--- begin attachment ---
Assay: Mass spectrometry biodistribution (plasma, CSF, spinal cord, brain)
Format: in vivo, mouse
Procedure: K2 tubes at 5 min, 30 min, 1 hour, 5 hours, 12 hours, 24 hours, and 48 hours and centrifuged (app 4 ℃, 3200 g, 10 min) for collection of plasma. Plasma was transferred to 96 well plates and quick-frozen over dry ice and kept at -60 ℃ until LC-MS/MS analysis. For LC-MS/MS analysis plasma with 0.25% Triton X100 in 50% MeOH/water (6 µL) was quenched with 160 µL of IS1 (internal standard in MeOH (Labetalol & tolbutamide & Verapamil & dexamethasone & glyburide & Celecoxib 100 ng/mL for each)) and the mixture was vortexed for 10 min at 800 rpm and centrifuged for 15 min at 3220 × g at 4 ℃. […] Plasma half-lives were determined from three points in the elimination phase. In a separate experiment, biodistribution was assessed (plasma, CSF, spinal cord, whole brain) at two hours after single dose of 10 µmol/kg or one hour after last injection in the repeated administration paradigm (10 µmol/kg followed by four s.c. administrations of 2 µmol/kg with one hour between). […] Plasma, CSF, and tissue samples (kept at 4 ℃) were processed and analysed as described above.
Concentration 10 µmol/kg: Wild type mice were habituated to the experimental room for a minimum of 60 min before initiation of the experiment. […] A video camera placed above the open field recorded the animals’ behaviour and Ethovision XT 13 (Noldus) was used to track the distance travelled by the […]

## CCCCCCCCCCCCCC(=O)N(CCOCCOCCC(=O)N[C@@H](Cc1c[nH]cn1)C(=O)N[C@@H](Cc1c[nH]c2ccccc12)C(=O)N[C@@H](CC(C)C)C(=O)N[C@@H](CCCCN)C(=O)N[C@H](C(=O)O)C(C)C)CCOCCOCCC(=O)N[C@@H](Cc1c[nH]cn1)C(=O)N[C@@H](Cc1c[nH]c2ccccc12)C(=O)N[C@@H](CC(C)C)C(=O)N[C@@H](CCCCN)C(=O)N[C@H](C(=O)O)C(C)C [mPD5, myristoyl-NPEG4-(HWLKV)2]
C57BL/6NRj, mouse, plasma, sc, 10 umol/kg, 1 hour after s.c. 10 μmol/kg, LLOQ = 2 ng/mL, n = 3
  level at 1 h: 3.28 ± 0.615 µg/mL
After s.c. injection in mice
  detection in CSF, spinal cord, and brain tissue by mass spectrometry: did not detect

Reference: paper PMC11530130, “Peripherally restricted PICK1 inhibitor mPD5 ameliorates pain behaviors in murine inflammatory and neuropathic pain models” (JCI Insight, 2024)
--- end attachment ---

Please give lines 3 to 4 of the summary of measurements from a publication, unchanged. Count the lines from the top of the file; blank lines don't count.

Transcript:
Procedure: K2 tubes at 5 min, 30 min, 1 hour, 5 hours, 12 hours, 24 hours, and 48 hours and centrifuged (app 4 ℃, 3200 g, 10 min) for collection of plasma. Plasma was transferred to 96 well plates and quick-frozen over dry ice and kept at -60 ℃ until LC-MS/MS analysis. For LC-MS/MS analysis plasma with 0.25% Triton X100 in 50% MeOH/water (6 µL) was quenched with 160 µL of IS1 (internal standard in MeOH (Labetalol & tolbutamide & Verapamil & dexamethasone & glyburide & Celecoxib 100 ng/mL for each)) and the mixture was vortexed for 10 min at 800 rpm and centrifuged for 15 min at 3220 × g at 4 ℃. […] Plasma half-lives were determined from three points in the elimination phase. In a separate experiment, biodistribution was assessed (plasma, CSF, spinal cord, whole brain) at two hours after single dose of 10 µmol/kg or one hour after last injection in the repeated administration paradigm (10 µmol/kg followed by four s.c. administrations of 2 µmol/kg with one hour between). […] Plasma, CSF, and tissue samples (kept at 4 ℃) were processed and analysed as described above.
Concentration 10 µmol/kg: Wild type mice were habituated to the experimental room for a minimum of 60 min before initiation of the experiment. […] A video camera placed above the open field recorded the animals’ behaviour and Ethovision XT 13 (Noldus) was used to track the distance travelled by the […]